Studies have explored behavioral and neural responses to the observation of pain in others. However, much less is known about how taking a physical perspective influences reactivity to the observation of others' pain and pleasure. To explore this issue we devised a novel paradigm in which 24 healthy participants immersed in a virtual reality scenario observed a virtual: needle penetrating (pain), caress (pleasure), or ball touching (neutral) the hand of an avatar seen from a first (1PP)- or a third (3PP)-person perspective. Subjective ratings and physiological responses [skin conductance responses (SCR) and heart rate (HR)] were collected in each trial. All participants reported strong feelings of ownership of the virtual hand only in 1PP. Subjective measures also showed that pain and pleasure were experienced as more salient than neutral. SCR analysis demonstrated higher reactivity in 1PP than in 3PP. Importantly, vicarious pain induced stronger responses with respect to the other conditions in both perspectives. HR analysis revealed equally lower activity during pain and pleasure with respect to neutral. SCR may reflect egocentric perspective, and HR may merely index general arousal. The results suggest that behavioral and physiological indexes of reactivity to seeing others' pain and pleasure were qualitatively similar in 1PP and 3PP. Our paradigm indicates that virtual reality can be used to study vicarious sensation of pain and pleasure without actually delivering any stimulus to participants' real body and to explore behavioral and physiological reactivity when they observe pain and pleasure from ego- and allocentric perspectives.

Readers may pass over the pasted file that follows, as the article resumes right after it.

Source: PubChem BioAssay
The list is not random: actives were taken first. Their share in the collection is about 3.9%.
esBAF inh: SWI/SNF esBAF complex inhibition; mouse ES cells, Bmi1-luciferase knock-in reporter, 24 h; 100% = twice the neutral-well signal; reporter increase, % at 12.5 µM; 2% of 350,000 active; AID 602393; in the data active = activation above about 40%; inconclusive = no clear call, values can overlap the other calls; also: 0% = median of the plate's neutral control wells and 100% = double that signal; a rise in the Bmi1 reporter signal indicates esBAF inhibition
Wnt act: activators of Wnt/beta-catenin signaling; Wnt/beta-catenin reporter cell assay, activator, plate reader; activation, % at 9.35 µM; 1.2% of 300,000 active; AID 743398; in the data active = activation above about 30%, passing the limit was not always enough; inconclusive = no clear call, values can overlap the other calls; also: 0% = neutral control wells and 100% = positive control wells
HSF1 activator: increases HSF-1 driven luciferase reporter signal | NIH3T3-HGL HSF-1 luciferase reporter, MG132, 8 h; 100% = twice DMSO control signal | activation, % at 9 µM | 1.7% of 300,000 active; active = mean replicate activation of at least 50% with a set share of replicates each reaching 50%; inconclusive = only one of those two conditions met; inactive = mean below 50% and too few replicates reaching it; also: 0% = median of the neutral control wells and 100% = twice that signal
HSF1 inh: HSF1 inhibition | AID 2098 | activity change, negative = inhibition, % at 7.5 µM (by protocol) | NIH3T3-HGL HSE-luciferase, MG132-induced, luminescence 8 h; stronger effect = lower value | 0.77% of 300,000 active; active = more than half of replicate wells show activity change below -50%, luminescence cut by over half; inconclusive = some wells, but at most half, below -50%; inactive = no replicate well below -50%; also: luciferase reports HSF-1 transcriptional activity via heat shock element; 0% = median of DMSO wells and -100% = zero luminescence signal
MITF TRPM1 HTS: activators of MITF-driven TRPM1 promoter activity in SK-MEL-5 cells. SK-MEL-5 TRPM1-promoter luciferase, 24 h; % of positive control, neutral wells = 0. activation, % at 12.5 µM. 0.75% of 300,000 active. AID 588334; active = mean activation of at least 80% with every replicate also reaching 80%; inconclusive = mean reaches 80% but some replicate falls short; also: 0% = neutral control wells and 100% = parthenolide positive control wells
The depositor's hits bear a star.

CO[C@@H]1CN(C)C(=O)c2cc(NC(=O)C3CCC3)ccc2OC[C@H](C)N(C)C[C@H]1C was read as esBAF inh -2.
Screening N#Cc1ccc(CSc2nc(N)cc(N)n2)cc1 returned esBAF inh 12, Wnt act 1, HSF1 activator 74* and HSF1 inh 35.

- Journal Article